'Classical art is like a river that constantly rejuvenates': Aditi Mangaldas takes the stage with her celebrated production, Footprints on Water
Known for producing works that explore multiple abstract ideas, Mangaldas has always been on a quest to weave a tapestry of thoughts, ideas, textures, music, light, sound and stage that best bring about a seemingly vague concept
Performance will be a sojourn through four seasons, varsha (monsoon), sharad (early autumn), hemant (late autumn) and shishir (winter)
As she progresses towards hemant, the compositions swerve towards the exploratory, with movements choreographed to the recitation of translated Haiku
The Sangeet Natak Academy awardee explains that one of the reasons behind producing such an interpretative performance was to shift from khula Kathak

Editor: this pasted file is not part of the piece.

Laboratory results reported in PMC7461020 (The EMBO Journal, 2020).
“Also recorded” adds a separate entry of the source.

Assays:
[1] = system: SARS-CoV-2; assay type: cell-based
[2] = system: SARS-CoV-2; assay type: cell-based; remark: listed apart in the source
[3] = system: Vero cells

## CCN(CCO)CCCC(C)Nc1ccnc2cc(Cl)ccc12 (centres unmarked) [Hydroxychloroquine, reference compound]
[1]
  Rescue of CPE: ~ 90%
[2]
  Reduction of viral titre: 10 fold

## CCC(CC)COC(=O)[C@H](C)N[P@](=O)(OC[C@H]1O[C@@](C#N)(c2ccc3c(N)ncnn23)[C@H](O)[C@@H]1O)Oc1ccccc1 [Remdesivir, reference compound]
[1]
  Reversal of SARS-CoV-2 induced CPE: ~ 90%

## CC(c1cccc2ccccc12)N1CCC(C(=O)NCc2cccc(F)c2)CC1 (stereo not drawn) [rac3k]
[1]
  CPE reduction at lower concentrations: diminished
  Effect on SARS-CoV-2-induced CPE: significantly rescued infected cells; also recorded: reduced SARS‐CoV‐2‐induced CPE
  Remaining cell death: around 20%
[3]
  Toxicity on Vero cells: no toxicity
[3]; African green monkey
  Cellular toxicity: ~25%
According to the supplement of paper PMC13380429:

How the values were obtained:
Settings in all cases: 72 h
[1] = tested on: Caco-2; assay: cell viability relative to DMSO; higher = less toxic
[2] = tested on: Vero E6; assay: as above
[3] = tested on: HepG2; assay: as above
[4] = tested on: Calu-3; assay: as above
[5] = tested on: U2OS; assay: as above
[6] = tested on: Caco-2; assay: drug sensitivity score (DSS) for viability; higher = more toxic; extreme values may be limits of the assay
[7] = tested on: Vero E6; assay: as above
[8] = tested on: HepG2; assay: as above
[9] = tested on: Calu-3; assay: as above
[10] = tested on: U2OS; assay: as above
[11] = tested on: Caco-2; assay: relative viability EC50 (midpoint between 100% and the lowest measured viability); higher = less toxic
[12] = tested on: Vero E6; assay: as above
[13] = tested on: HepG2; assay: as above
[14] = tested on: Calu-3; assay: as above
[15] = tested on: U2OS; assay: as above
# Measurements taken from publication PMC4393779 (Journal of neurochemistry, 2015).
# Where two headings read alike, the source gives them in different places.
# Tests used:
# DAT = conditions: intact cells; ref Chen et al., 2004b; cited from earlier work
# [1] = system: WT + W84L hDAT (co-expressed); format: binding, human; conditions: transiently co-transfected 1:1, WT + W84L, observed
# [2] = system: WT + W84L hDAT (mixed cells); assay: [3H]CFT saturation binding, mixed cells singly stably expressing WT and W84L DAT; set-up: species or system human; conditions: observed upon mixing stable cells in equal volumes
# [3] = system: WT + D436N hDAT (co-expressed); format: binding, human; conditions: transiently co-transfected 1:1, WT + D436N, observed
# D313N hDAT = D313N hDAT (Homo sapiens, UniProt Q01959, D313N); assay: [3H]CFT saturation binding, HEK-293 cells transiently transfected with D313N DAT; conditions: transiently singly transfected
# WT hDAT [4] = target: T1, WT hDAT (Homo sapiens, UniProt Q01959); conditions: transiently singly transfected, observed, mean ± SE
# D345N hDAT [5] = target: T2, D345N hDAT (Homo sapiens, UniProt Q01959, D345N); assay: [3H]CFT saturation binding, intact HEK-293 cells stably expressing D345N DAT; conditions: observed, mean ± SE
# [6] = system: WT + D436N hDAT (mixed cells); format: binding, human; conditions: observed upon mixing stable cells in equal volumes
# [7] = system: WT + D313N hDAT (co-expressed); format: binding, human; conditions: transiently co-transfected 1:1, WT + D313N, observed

Renowned choreographer, performer, and artiste Aditi Mangaldas is known as much for her mesmerising recitals as for her innovation and introduction of newer perspectives into the vocabulary of the traditional Kathak repertoire. With a career spanning over four decades, she is one of the few exponents in the country who owns and runs her own dance company; her grace, technique, and attention to detail making the Kathak dancer one of the most distinguished performers of the classical form.
On 20 October, 2019, she is set to take the stage at the National Centre for Performing Arts (NCPA), Mumbai along with Kadamb, Mangaldas’ guru and Kathak stalwart Kumudini Lakhia’s dance troupe, to showcase one of her celebrated compositions, Footprints on Water, a journey through the ever-changing seasons.